Bordered by raised asphalt barriers and bright plastic pylons, these “protected bike lanes” create a sort of “safety bubble” that protects cyclists from vehicles moving alongside them, in the same direction. In theory, cyclists of all ages and abilities can enjoy the San Diego sunshine and scenery, while cars and trucks whizz by in the adjacent vehicle lane. Motorists will see the fun loving bikers not slowed by traffic jams and join them in droves. Soon, we’ll all be pedaling together, in cycling bliss.
But those rosy assurances crumble, when we confront the real dangers of “protected bike lanes”, and the emotional and economic cost of the accidents, injuries, and deaths that plague them.
According to statistics gathered by North County cycling advocates, there were 24 accidents — all at slow speeds — in just 8-months on a 1-mile flat “protected bike lane” stretch installed last year on the Cardiff 101 beach route. Fifteen of those crashes were caused by cyclists who collided with the raised asphalt barriers designed to keep vehicles away from the bike traffic. A ten-year-old rider flopped into the traffic lane after colliding with an asphalt barrier - fortunately, not run over by a vehicle. Many of these crashes resulted in ambulance rides to a hospital including: 1-knocked unconscious, 1-neck injury, 2-multiple bone fractures, 1-broken pelvis, 2-pedestrian crashes, and 1-hit surfboard.
The “protected bike lanes” on popular beachfront roads also attract pedestrians, joggers, families with strollers, beachgoers carrying umbrellas, coolers, and chairs, and scores of other non-cyclists. Those pedestrians don’t always pay attention to the cyclists, which creates a serious hazard for everyone. Raised barriers are also a pedestrian trip hazard. When a “protected bike lane” is on a steep grade, the added bike speed makes the situation even more hazardous.
The raised asphalt barriers, plastic pylons and fences also give cyclists a false sense of security thinking. Bike riders assume cars and trucks can’t jump the barriers, but in reality vehicles easily can. The barriers also pen in the cyclists, reducing the “escape routes” they need to avoid vehicles that drift into their bike lane, or vehicles that cut them off with a quick right turn, or their need to maneuver around obstacles and debris.
“Protected bike lanes” are also a magnet for trash, sand and other debris. The raised barriers block the normal “sweeping” action created by vehicle traffic movement. Plus, the narrow lanes can’t accommodate street cleaning and repaving equipment. Accumulated debris and sand thus causes more falls and collisions.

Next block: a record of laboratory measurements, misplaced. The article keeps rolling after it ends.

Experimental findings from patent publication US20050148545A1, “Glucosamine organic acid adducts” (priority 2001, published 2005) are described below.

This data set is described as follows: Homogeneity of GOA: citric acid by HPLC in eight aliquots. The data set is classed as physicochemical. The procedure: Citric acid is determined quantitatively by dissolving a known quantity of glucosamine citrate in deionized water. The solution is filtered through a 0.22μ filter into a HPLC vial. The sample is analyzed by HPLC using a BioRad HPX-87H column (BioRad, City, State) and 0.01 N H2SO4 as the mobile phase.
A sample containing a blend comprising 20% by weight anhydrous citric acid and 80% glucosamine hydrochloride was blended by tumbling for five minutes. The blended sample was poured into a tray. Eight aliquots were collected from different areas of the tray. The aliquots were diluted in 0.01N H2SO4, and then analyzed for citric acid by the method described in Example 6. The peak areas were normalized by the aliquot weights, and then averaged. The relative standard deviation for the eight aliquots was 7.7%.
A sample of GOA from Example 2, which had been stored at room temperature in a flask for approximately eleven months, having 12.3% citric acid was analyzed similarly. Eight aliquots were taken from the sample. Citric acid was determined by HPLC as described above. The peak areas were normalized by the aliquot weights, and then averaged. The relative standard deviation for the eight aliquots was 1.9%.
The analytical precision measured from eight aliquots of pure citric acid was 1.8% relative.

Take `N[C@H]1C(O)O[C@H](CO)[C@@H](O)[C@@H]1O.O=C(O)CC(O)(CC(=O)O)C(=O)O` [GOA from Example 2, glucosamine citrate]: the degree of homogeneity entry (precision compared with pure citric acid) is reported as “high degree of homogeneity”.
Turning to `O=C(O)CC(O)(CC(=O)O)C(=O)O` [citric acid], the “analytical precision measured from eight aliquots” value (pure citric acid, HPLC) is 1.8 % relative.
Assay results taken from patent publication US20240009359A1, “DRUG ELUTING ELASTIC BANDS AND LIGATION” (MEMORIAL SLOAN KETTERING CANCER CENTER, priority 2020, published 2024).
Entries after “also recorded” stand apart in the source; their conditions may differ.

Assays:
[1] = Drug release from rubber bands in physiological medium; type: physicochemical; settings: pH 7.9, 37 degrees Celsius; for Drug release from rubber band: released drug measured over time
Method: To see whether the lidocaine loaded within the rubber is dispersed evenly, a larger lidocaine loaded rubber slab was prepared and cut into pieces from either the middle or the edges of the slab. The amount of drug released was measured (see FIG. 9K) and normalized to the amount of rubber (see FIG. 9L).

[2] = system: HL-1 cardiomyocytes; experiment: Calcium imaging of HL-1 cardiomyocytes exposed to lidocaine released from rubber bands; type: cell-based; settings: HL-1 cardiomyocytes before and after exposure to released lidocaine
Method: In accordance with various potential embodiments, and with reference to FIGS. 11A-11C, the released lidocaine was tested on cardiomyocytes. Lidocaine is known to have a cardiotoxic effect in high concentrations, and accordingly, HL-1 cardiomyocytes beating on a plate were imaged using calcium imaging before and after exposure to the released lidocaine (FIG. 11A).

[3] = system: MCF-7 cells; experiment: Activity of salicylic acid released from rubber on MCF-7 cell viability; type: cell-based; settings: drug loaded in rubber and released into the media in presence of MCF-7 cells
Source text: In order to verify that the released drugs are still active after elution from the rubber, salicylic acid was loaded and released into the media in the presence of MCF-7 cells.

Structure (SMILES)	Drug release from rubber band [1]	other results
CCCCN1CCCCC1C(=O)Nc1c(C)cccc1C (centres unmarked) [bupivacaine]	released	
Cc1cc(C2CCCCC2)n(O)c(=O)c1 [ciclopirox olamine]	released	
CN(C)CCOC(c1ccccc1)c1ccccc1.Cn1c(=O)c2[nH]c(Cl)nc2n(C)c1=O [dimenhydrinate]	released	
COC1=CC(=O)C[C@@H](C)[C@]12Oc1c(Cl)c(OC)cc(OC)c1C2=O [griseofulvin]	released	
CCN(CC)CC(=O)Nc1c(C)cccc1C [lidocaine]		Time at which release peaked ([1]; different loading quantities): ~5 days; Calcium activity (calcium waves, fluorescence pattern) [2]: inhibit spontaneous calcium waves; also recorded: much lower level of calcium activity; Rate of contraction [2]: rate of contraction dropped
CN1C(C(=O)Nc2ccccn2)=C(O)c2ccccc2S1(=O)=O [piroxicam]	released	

Those collisions are an unfortunate but predictable result of a noble but misguided plan, and flawed designs.
Experienced bike riders immediately see those dangers and most will not ride in a “protected bike lane” preferring the safety of “sharrow”-marked traffic lanes shared by both motorists and cyclists. They know the “protected bike lanes” give novice bikers a false sense of security. Traditional buffered bike lanes with wide painted vehicle exclusion zones are a much safer design alternative facilitating safer right turns for vehicles and are routinely swept and paved.
Buffered bike lanes are also much less expensive to build. That’s crucial now, and will be for years to come, because local governments hobbled with huge, pandemic-induced budget deficits can’t afford to build at a cost $2.6 million per mile and maintain “protected bike lanes”. That money could build miles and miles of sustainable buffered bike lanes, with wide painted vehicle exclusion zones, providing a much safer, cleaner, and smoother riding experience.
Plus, the supposed “extra protection” offered by the “protected bike lanes” could soon be unnecessary, as more vehicles are equipped with standard safety software for human and bicycle crash avoidance.
In response to these real-world safety problems, advocates for “protected bike lanes” downplay their dangers. “Barriers may bruise elbows, but they save lives,” is their motto. “Build more.”
That’s a catchy phrase, but as too many cyclists — many of them novice riders — already have learned the hard way that it’s bad advice, with serious — sometimes even deadly — consequences.